[John Daniel] Runkle
Yosemite Oct 14th Dear Runkle, I am down again from the dead rivers after letters and bread. I hoped to have heard from you but learn from Mr. Woolson that you are unwell. I trust that tranquil rest and the care of your own home will speedily restore your overtaxed powers. My last explorations have been among the basins lying between the Yosemite Creek and Nevada a region immensely rich in ice forms and in ice history in general. I feel very anxious to tell you something about it but a letter holds so little that I choke in trying to speak at all and will be compelled to bide my time. This whole glacier work wh we propose to accomplish naturally divides itself into two parts. 1st a history of the ice rivers themselves during that period of their existence when they were individualized – that is after the vast ice sheets had separated into distinct rivers by difficult folds and wrinkles, cutting canons for their own use. I have no doubt that in the early ages of ice these Sierras were covered from base to summit with, not a network of rivers, but with one united, wavy, clasping cake wh the snowfall and by the gradual cutting of canons by the ice – the direct and general character of those canons being determined by original mountain waves and lines of cleavage etc. And I mean to confine myself to the history of glaciers during their life in those separate canons as rivers. 2nd past is a description of the mountains as they now exist pointing out the relationship of their present forms and adornments to glacial action. The first part will be easily accomplished as there is abundance of direct and easy proof. The second is more difficult not because the proof is less clear and conclusive but because it is more complicated and of a kind that is not easily laid upon paper. The most iceless mind in the world would believe Yosemite glaciers if it could have these mountain proofs before their eyes, but a dozen miles of mountain inked upon a six inch paper page is far from being as satisfactory. But I must remember that you are weary and sick and say farewell. Tomorrow I go to the upper basins of Illouette and Pohons. In a fortnight or so I shall return and will then I hope have tidings of your restoration to your usual tireless energy. Very cordially yrs John Muir Yosemite via Big Oak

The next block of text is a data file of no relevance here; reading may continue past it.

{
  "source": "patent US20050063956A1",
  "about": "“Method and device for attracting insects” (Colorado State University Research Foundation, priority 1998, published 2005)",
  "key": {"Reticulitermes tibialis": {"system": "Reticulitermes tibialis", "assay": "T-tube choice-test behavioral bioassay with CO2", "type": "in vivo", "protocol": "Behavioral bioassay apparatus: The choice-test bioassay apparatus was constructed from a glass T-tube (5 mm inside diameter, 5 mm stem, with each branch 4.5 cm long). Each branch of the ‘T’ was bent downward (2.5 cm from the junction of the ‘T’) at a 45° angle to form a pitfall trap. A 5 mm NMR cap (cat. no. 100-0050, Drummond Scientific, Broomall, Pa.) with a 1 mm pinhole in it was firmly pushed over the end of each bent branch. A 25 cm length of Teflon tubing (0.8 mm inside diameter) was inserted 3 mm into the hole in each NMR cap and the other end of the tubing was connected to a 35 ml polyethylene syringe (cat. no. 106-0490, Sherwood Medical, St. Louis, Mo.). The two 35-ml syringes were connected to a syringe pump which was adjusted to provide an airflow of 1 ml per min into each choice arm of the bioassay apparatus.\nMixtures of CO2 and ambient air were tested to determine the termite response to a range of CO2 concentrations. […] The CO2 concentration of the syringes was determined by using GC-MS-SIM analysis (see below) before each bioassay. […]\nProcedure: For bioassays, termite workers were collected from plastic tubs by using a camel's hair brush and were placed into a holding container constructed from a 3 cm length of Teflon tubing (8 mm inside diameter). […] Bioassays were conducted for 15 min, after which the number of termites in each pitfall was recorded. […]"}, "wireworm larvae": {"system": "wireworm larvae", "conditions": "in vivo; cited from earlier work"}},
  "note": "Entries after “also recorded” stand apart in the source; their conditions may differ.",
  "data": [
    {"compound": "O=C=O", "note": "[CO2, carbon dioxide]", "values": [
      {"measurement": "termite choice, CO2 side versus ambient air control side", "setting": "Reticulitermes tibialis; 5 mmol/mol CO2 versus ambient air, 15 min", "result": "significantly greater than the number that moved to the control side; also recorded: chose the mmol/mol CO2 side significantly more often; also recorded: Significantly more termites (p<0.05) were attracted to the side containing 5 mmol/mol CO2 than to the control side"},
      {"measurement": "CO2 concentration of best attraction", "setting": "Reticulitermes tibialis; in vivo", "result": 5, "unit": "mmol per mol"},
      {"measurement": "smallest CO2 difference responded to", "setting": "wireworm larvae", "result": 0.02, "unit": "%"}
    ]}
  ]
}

Yosemite Valley [Calif.]
[ca.1872 Oct 14]
Original letter dimensions: 32 x 21 cm.
1872 Nov 30 JM to John Runkle
MSS 307 Muiriana
The unpublished works of John Muir are copyrighted by the Muir-Hanna Trust. To purchase copies of images and/or obtain permission to publish or exhibit them, see http://www.pacific.edu/Library/Find/Holt-Atherton-Special-Collections/Fees-and-Forms-.html
John Daniel Runkle Papers, MC 7, Institute Archives and Special Collections, MIT Libraries. Please contact this institution directly to obtain copies of the images or permission to publish or use them beyond educational purposes.
Letter from John Muir to [John Daniel] Runkle [ca.1872 Oct 14]
John Muir, correspondence, letters, author, writing, naturalist, California, correspondent, mail, message, post, exchange of letters, missive, notes, epistle